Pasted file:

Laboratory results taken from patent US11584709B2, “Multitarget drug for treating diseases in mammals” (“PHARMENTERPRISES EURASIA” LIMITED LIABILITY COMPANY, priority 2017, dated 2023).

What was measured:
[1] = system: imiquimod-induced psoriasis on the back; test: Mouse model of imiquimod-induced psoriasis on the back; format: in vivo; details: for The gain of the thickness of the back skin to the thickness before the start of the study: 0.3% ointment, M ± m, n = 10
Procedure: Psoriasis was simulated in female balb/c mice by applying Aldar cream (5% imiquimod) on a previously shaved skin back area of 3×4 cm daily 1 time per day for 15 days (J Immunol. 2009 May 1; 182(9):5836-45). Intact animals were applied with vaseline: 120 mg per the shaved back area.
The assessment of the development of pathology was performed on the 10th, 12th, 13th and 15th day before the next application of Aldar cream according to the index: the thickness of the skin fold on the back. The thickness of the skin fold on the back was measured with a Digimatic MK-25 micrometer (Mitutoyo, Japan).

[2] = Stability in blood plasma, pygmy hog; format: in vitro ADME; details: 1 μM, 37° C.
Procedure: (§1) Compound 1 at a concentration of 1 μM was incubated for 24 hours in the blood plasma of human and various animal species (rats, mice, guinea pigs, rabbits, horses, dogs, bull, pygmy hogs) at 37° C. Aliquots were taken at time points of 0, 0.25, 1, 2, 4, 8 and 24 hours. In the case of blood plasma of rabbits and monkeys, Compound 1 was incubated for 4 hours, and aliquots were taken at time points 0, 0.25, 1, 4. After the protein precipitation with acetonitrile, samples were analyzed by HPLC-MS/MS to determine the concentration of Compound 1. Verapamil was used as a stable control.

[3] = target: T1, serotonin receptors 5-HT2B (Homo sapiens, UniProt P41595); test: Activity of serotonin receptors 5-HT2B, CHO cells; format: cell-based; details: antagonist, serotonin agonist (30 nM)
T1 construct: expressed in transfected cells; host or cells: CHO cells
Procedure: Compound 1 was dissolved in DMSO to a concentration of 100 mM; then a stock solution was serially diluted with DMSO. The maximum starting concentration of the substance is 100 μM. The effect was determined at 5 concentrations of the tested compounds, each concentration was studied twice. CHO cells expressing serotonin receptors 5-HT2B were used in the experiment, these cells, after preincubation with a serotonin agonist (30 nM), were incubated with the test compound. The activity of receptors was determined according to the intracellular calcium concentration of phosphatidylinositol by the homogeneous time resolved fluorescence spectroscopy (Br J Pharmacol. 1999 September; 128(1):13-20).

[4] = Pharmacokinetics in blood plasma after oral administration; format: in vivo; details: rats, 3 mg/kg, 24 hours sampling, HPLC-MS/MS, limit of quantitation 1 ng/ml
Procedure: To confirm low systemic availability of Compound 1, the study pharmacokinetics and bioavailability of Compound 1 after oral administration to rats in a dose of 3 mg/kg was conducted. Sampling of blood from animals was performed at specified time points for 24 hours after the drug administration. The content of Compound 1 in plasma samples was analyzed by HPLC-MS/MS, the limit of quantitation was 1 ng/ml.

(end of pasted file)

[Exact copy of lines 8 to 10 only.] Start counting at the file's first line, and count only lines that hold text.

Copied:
[3] = target: T1, serotonin receptors 5-HT2B (Homo sapiens, UniProt P41595); test: Activity of serotonin receptors 5-HT2B, CHO cells; format: cell-based; details: antagonist, serotonin agonist (30 nM)
T1 construct: expressed in transfected cells; host or cells: CHO cells
Procedure: Compound 1 was dissolved in DMSO to a concentration of 100 mM; then a stock solution was serially diluted with DMSO. The maximum starting concentration of the substance is 100 μM. The effect was determined at 5 concentrations of the tested compounds, each concentration was studied twice. CHO cells expressing serotonin receptors 5-HT2B were used in the experiment, these cells, after preincubation with a serotonin agonist (30 nM), were incubated with the test compound. The activity of receptors was determined according to the intracellular calcium concentration of phosphatidylinositol by the homogeneous time resolved fluorescence spectroscopy (Br J Pharmacol. 1999 September; 128(1):13-20).